How reliable is your IT disaster recovery plan?
Last year, British Airways suffered an IT failure which stranded 75,000 passengers, cost up to £150m in compensation and damaged its global reputation. The incident highlighted how essential IT systems are in business today. We need constant access to technology tools and data to do our jobs. What would we do if they were not available? And would it damage our business? This is why all firms, big and small, need a reliable IT disaster recovery plan.
An IT disaster recovery plan documents how you will recover data and IT systems after an outage, according to CIO. It outlines the actions necessary to prevent, detect and correct an IT disaster, and minimise the effects of any interruption in IT services. Follow our five-step process to put together a robust plan and reduce the risk of disruption to your law firm:
Audit your current IT equipment, systems and data
TechDonut suggests that the first step is to work out what IT assets you have. Include physical assets like laptops and mobile phones but don’t forget about intangible but valuable assets, such as data and intellectual property.
Identify what information is stored where and who has access to it. Do you have servers and other hardware in your office? How is your data backed up and where is it kept? For example, if it’s stored in the cloud, you know that it is kept offsite and can be securely accessed from anywhere.
Assess the risks of downtime
Work out which applications are critical to the running of your practice and assess how long could you cope without them. Estimate the impact on productivity, revenue and reputation. If you rely on third-party suppliers for essential services, what Service Level Agreements do you have with them? Where are you most vulnerable? Are there issues that you can deal with now to mitigate some of the risks?
Plan for every eventuality
Now you can start to write your plan by considering all the scenarios and how you will manage them. TechDonut suggests asking ‘what if…?’ and documenting line by line what you would do in each case.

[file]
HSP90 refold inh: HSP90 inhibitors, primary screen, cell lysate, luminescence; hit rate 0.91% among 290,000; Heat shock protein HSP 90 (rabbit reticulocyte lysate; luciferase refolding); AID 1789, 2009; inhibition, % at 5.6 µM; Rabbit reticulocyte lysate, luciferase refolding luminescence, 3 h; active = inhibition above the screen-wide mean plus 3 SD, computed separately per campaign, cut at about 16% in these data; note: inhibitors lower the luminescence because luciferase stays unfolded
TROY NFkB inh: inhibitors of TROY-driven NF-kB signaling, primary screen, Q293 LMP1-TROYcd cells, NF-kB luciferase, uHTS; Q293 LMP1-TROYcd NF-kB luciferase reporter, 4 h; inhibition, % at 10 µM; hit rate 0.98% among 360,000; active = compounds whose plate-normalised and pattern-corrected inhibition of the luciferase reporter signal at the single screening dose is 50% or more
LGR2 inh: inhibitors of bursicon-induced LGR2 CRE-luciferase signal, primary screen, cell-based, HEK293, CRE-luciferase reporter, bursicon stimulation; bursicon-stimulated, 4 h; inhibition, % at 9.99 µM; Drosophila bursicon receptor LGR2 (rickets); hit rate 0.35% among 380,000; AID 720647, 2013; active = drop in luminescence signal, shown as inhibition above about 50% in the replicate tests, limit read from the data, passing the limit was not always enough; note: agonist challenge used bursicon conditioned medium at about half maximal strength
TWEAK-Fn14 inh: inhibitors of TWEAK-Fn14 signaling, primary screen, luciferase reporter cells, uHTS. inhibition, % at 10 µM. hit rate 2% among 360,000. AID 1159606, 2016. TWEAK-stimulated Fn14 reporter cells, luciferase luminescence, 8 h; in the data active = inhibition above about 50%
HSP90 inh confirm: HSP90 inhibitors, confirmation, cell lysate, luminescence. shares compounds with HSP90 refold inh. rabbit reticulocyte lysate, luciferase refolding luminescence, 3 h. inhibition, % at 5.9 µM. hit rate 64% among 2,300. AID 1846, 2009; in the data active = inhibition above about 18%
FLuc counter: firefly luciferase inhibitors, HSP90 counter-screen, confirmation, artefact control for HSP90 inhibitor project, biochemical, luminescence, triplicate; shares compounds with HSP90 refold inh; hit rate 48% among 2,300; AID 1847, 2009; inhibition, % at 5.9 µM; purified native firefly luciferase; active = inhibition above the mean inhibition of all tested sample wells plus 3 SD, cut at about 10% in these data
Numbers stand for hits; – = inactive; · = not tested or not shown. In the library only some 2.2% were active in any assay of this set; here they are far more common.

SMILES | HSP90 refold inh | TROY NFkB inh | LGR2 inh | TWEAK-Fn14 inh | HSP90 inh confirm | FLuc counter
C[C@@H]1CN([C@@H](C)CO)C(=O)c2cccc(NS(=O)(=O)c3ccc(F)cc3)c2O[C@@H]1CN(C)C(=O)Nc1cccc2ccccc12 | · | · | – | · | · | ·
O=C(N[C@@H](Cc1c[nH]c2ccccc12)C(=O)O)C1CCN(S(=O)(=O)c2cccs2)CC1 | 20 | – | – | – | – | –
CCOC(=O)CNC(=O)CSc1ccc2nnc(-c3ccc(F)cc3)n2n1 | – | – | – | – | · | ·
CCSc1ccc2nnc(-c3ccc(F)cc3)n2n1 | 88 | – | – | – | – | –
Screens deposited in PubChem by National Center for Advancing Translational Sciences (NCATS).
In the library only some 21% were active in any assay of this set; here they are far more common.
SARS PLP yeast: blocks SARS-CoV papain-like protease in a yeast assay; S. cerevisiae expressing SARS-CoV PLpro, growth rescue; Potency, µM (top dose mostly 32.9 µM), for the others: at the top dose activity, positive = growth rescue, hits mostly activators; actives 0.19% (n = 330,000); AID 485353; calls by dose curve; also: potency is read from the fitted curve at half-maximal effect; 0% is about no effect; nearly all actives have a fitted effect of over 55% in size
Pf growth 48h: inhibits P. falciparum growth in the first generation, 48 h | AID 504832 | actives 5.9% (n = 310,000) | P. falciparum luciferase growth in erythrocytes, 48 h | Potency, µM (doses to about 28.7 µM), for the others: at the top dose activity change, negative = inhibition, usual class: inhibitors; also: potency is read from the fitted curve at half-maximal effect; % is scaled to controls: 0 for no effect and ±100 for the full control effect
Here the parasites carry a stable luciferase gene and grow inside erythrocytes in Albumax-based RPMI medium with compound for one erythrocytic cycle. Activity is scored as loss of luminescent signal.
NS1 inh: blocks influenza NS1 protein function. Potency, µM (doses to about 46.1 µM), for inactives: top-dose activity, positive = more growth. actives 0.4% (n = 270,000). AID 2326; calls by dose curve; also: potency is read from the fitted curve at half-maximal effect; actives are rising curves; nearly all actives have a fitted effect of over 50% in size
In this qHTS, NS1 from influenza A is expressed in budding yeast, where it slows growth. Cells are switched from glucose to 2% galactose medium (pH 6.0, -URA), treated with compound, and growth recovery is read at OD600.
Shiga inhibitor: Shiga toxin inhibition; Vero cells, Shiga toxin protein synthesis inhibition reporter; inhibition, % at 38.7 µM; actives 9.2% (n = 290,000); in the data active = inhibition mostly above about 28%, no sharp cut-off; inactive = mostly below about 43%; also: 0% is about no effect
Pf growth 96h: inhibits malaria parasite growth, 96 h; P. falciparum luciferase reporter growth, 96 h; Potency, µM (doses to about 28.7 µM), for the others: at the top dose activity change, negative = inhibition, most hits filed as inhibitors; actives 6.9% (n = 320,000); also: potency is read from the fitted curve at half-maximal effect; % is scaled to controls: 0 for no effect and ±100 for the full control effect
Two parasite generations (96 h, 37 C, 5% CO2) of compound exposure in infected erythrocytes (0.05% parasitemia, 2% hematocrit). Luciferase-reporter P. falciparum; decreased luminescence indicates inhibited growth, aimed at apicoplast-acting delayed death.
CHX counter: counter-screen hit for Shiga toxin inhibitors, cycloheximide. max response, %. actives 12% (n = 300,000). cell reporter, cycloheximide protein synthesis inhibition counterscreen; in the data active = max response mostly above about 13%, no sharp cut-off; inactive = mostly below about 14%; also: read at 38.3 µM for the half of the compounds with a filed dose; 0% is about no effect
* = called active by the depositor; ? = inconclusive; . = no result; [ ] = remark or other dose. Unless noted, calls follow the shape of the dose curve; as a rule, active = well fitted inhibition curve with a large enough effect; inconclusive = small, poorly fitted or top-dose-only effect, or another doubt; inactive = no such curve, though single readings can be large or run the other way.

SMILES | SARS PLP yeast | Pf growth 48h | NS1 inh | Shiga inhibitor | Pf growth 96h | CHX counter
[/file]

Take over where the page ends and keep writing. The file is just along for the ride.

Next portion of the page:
CIO suggests that you should include both a short-term plan that deals with urgent priorities and a longer-term plan that gets you back to full IT capacity. Make contingency plans for core business functions. For example, how will you take calls or access your emails? Where can you work if your workspace isn’t available? What equipment will you need?
Communications are frequently overlooked when it comes to disaster recovery planning, according to Tech Republic, but it’s really important to decide who will communicate with who. Who will keep staff informed? Who will update customers? Who will liaise with suppliers?
Communicate your plan
Everyone will need to do their bit in the event of an IT disaster so make sure that key members of staff have a chance to input into the plan and understand their roles and responsibilities when it is complete.
Test and update regularly
This is arguably the most important part of creating your plan: testing it works. There is no point having a plan if it proves to be ineffective when disaster strikes. Cloud Tech suggests doing both tabletop tests, essentially role-playing different scenarios with key staff, as well as full-scale technical tests which check that you can restore backed up data, applications, etc. Regular tests will highlight any weaknesses and changes you need to make as your practice evolves.
When we say the word disaster, we automatically think of rare natural events, like floods or earthquakes. However, most IT disasters have far more common and mundane causes, like hardware failure, human error or viruses. These can and do happen regularly, so you must be prepared. By following the steps above, you’ll get peace of mind that you can rely on your IT disaster recovery plan when you need it.